All of this comes at the same time that a new poll shows that a majority of Americans oppose the changes that the Republican bill would make to the Affordable Care Act’s provisions regarding guaranteed coverage for pre-existing conditions. In the poll, 50% of the respondents either somewhat or strongly oppose the Republicans oppose the plan’s proposal that would allow states to opt-out of the pre-existing conditions mandate in exchange for setting up a pool of funds for those who would be impacted by the change while only 38% support it. On the broader question of whether the PPACA as a whole should be repealed and replaced, the public is a bit more ambivalent with 42% saying that the approve of the change while 37% disapprove and 20% of respondents saying that they either “Don’t Know” or have no opinion. In another question, 58% of respondents say that Congress should wait until the new bill is scored by the Congressional Budget Office while only 16% said that Congress should go ahead with a vote prior to getting a CBO score. This last bit is significant because it’s clear that the CBO will not be able to score the bill before the House is scheduled to recess on Thursday until May 16th, a period during which many members of Congress will be back in their districts and hearing directly from voters at town halls and other venues, many of which have proven to be quite raucous. This is one reason why leadership appears to be pushing for a vote prior to a recess, because it’s likely that many of the Members of Congress sitting on the fence right now would be likely to vote “No” after more than a week of face-to-face meetings with constituents opposed to the GOP effort to do away with things such as the pre-existing condition coverage mandate.
As things stand right now, the opponents of this latest effort to repeal and replace Obamacare look as though they’ll win again. Different media outlets have slightly different numbers, but there seem to be at least 20 to 21 Republicans already opposed to the bill with another group of somewhere between 20 and 25 members still either on the fence or whose position has not been made public. Since no Democrats are going to vote in favor of the bill, this means that all it would take is 22 Republicans to oppose the bill for it to fail. Looking at the numbers, it seems likely that failure is the most outcome for several reasons. First of all, as the polling indicates, Americans are opposed to one of the central provisions of the new bill and that number is only likely to increase as the details of the proposal to become better known to the public. As I said, this is why the leadership is pushing for a vote prior to the recess that starts tomorrow, because the likelihood is that members who are on the fence will be pushed into the “No” camp once they are exposed to constituents who are strongly opposed to the bill. Second, the fact that there is no CBO score and that the text of the revised bill hasn’t even been made available to the public also leaves legislators who may be on the fence reason to be concerned about backlash if they vote for a bill like this sight unseen, which is essentially what leadership is asking them to do. Finally, as I’ve noted before there is quite simply no chance that this current bill will pass the Senate. That has been made clear from comments not only from Senate Democrats but also several Republicans who object to everything from the way it treats pre-existing conditions to the impact it will have on states that signed on for the PPACA’s expanded Medicaid coverage. Given this, it’s unclear why wavering House Republicans would put their political futures on the line for a bill that has absolutely no chance of becoming law.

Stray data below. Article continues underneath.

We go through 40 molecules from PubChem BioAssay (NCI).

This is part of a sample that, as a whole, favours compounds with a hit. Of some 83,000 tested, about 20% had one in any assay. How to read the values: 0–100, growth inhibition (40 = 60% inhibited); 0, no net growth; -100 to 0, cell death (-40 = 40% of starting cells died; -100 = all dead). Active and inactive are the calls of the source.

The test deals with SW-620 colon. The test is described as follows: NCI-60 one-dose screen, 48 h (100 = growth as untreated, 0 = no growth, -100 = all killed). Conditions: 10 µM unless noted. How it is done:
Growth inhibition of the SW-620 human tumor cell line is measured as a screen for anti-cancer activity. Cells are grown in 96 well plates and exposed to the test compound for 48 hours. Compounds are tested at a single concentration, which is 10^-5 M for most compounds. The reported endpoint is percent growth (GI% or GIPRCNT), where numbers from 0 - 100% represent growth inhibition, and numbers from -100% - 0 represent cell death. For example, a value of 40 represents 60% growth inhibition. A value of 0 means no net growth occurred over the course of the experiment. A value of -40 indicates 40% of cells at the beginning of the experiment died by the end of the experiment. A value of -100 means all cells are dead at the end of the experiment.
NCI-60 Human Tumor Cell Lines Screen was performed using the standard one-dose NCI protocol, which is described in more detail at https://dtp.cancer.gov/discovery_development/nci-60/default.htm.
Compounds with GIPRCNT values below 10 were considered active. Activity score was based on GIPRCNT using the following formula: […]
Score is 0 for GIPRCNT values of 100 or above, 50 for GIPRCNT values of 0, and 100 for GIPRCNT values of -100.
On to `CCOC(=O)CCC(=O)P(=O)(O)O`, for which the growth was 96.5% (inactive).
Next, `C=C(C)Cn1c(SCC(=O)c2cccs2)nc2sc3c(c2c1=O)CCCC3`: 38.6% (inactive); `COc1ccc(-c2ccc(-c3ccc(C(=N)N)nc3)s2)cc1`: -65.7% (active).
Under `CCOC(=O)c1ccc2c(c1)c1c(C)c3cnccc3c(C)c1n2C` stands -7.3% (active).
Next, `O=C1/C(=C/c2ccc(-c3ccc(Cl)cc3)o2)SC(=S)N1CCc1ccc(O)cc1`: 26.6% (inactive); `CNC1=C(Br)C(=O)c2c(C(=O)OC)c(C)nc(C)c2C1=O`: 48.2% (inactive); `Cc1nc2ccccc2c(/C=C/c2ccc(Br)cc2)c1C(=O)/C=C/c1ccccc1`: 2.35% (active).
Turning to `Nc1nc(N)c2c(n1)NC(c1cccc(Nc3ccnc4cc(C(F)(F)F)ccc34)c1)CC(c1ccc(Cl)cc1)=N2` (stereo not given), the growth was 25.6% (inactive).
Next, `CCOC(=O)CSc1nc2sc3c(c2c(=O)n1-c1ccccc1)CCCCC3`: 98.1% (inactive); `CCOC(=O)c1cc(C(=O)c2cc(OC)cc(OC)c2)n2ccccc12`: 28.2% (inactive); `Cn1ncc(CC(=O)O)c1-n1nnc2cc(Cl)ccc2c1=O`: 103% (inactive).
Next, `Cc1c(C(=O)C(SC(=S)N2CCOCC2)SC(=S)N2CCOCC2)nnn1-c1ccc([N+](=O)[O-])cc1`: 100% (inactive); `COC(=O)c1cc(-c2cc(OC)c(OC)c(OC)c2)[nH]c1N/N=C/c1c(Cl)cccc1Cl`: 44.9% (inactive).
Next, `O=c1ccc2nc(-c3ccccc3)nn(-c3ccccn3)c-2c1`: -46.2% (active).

There’s likely to be much drama over the next 24 to 36 hours on Capitol Hill, so stay tuned. My guess, however, is that this effort to repeal and replace Obamacare will fail just as badly as previous efforts have.